Which Is The Best Definition Of Representative Government?
This rule renders appointments somewhat less likely to be jobbed, not being a provision for life, and the same time affords a means, without affront to any one, of getting rid of those who are least worth keeping, and bringing in highly qualified persons of younger standing, for whom there might never be room if death vacancies, or voluntary resignations were waited for. The practicability of any real check to the ascendancy of the majority depends henceforth on the distribution of strength in the most popular branch of the governing body; and I have indicated the mode in which, to the best of my judgment, a balance of forces might most advantageously be established there. A second Chamber, therefore, is not required for this purpose, and would not contribute to it, but might even, in some degree, tend to compromise it.
Almost all travelers are struck by the fact that every American is in some sense both a patriot and a person of cultivated intelligence; and M. De Tocqueville has shown how close the connection is between these qualities and their democratic institutions. No such wide diffusion of the ideas, tastes, and sentiments of educated minds has ever been seen elsewhere, or even conceived as attainable. Yet this is nothing to what we might look for in a government equally democratic in its unexclusiveness, but better organized in other important points. For political life is indeed in America a most valuable school, but it is a school from which the ablest teachers are excluded; the first minds in the country being as effectually shut out from the national representation, and from public functions generally, as if they were under a formal disqualification. The Demos, too, being in America the one source of power, all the selfish ambition of the country gravitates towards it, as it does in despotic countries towards the monarch; the People, like the despot, is pursued with adulation and sycophancy, and the corrupting effects of power fully keep pace with its improving and ennobling influences.
They are not part of the same public; they do not discuss and deliberate in the same arena, but apart, and have only a most imperfect knowledge of what passes in the minds of one another. They neither know each other’s objects, nor have confidence in each other’s principles of conduct. Let any Englishman ask himself how he should like his destinies to depend on an assembly of which one third was British American, and another third South African and Australian. Yet to this it must come if there were any thing like fair or equal representation; and would not every one feel that the representatives of Canada and Australia, even in matters of an imperial character, could not know or feel any sufficient concern for the interests, opinions, or wishes of English, Irish, and Scotch? Even for strictly federative purposes the conditions do not exist which we have seen to be essential to a federation. England is sufficient for her own protection without the colonies, and would be in a much stronger, as well as more dignified position, if separated from them, than when reduced to be a single member of an American, African, and Australian confederation.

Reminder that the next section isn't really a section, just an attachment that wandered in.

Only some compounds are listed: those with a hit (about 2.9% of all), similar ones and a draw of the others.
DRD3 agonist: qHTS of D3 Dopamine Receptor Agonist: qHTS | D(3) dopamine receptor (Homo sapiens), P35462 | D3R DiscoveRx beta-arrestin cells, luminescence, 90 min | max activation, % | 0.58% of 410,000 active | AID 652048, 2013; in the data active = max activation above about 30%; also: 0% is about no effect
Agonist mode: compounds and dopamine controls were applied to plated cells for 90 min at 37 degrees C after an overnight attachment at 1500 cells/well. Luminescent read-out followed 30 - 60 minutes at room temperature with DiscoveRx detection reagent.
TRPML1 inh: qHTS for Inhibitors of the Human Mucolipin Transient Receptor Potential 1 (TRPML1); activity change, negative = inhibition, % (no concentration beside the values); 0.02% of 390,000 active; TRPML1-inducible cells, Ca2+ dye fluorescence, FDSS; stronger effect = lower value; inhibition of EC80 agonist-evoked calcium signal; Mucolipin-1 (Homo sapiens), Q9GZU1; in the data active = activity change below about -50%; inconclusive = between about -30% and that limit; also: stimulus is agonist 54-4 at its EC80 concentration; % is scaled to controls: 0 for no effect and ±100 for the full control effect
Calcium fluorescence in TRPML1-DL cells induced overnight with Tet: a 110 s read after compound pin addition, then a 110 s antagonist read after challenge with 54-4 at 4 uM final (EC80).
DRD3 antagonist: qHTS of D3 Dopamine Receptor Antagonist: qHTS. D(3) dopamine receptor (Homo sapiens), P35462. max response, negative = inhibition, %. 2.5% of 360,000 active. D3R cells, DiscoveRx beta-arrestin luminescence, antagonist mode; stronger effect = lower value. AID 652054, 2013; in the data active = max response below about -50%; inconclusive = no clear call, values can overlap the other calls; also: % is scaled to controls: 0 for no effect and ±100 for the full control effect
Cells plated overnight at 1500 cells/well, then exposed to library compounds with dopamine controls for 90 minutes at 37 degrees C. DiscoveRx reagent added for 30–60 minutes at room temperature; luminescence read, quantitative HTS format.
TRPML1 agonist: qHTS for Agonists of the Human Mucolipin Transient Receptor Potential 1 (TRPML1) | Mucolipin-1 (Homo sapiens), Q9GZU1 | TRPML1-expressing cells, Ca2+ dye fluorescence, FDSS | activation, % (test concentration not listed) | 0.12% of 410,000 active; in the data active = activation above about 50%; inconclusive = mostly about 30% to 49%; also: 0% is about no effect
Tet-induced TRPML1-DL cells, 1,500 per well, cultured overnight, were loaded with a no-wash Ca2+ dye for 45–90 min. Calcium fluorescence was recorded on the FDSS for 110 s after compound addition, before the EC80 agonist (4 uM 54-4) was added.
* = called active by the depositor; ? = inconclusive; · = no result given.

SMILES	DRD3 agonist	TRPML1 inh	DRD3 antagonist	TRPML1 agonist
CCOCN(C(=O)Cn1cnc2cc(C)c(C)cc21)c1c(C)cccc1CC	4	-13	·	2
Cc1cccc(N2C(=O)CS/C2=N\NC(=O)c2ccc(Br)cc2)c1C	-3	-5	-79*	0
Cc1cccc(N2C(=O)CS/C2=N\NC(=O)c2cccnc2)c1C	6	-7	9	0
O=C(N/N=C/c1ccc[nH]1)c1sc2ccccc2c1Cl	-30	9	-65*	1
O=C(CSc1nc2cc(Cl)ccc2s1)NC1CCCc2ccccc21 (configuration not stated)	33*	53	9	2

The Founders thought it was necessary to teach children the importance of helping others. Use the Find Your Representative box in the banner of this site to identify your representative, then use the contact form to share your thoughts. The House will sometimes form a special or select committee for a short time period and specific purpose, frequently an investigation. After extensive debate, the framers of the Constitution agreed to create the House with representation based on population and the Senate with equal representation. To be elected, a representative must be at least 25 years old, a United States citizen for at least seven years and an inhabitant of the state he or she represents.
Yet this is no less necessary for Permanence, since, in the inevitable changes of human affairs, new inconveniences and dangers continually grow up, which must be encountered by new resources and contrivances, in order to keep things going on even only as well as they did before. Whatever qualities, therefore, in a government, tend to encourage activity, energy, courage, originality, are requisites of Permanence as well as of Progress, only a somewhat less degree of them will, on the average, suffice for the former purpose than for the latter. If we intend to comprise in the idea of Order all that society requires from its government which is not included in the idea of Progress, we must define Order as the preservation of all kinds and amounts of good which already exist, and Progress as consisting in the increase of them. This distinction does comprehend in one or the other section every thing which a government can be required to promote. We can not say that, in constituting a polity, certain provisions ought to be made for Order and certain others for Progress, since the conditions of Order, in the sense now indicated, and those of Progress, are not opposite, but the same.
One hardly knows what any division of the human race should be free to do if not to determine with which of the various collective bodies of human beings they choose to associate themselves. But, when a people are ripe for free institutions, there is a still more vital consideration. Free institutions are next to impossible in a country made up of different nationalities. Among a people without fellow-feeling, especially if they read and speak different languages, the united public opinion necessary to the working of representative government can not exist. The influences which form opinions and decide political acts are different in the different sections of the country. An altogether different set of leaders have the confidence of one part of the country and of another.